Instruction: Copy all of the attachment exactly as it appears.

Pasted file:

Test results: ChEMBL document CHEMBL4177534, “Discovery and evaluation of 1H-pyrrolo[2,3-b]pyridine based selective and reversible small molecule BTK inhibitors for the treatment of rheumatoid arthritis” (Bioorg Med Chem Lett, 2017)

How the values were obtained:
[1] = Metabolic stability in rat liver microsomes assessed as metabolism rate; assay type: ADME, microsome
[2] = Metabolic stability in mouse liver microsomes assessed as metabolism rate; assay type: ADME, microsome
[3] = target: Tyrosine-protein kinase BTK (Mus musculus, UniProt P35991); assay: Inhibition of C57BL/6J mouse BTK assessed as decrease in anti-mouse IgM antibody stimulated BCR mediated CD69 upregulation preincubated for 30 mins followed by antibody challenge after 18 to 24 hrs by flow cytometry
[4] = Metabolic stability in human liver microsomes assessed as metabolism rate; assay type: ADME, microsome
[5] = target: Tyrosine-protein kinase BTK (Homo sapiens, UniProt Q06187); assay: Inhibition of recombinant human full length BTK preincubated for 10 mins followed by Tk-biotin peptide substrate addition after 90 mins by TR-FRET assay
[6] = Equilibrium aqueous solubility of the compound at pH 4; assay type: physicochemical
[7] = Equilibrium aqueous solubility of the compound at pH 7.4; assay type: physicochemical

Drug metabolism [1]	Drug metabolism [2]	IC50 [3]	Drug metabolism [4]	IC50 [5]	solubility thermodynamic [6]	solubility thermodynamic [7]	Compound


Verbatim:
Test results: ChEMBL document CHEMBL4177534, “Discovery and evaluation of 1H-pyrrolo[2,3-b]pyridine based selective and reversible small molecule BTK inhibitors for the treatment of rheumatoid arthritis” (Bioorg Med Chem Lett, 2017)

How the values were obtained:
[1] = Metabolic stability in rat liver microsomes assessed as metabolism rate; assay type: ADME, microsome
[2] = Metabolic stability in mouse liver microsomes assessed as metabolism rate; assay type: ADME, microsome
[3] = target: Tyrosine-protein kinase BTK (Mus musculus, UniProt P35991); assay: Inhibition of C57BL/6J mouse BTK assessed as decrease in anti-mouse IgM antibody stimulated BCR mediated CD69 upregulation preincubated for 30 mins followed by antibody challenge after 18 to 24 hrs by flow cytometry
[4] = Metabolic stability in human liver microsomes assessed as metabolism rate; assay type: ADME, microsome
[5] = target: Tyrosine-protein kinase BTK (Homo sapiens, UniProt Q06187); assay: Inhibition of recombinant human full length BTK preincubated for 10 mins followed by Tk-biotin peptide substrate addition after 90 mins by TR-FRET assay
[6] = Equilibrium aqueous solubility of the compound at pH 4; assay type: physicochemical
[7] = Equilibrium aqueous solubility of the compound at pH 7.4; assay type: physicochemical

Drug metabolism [1]	Drug metabolism [2]	IC50 [3]	Drug metabolism [4]	IC50 [5]	solubility thermodynamic [6]	solubility thermodynamic [7]	Compound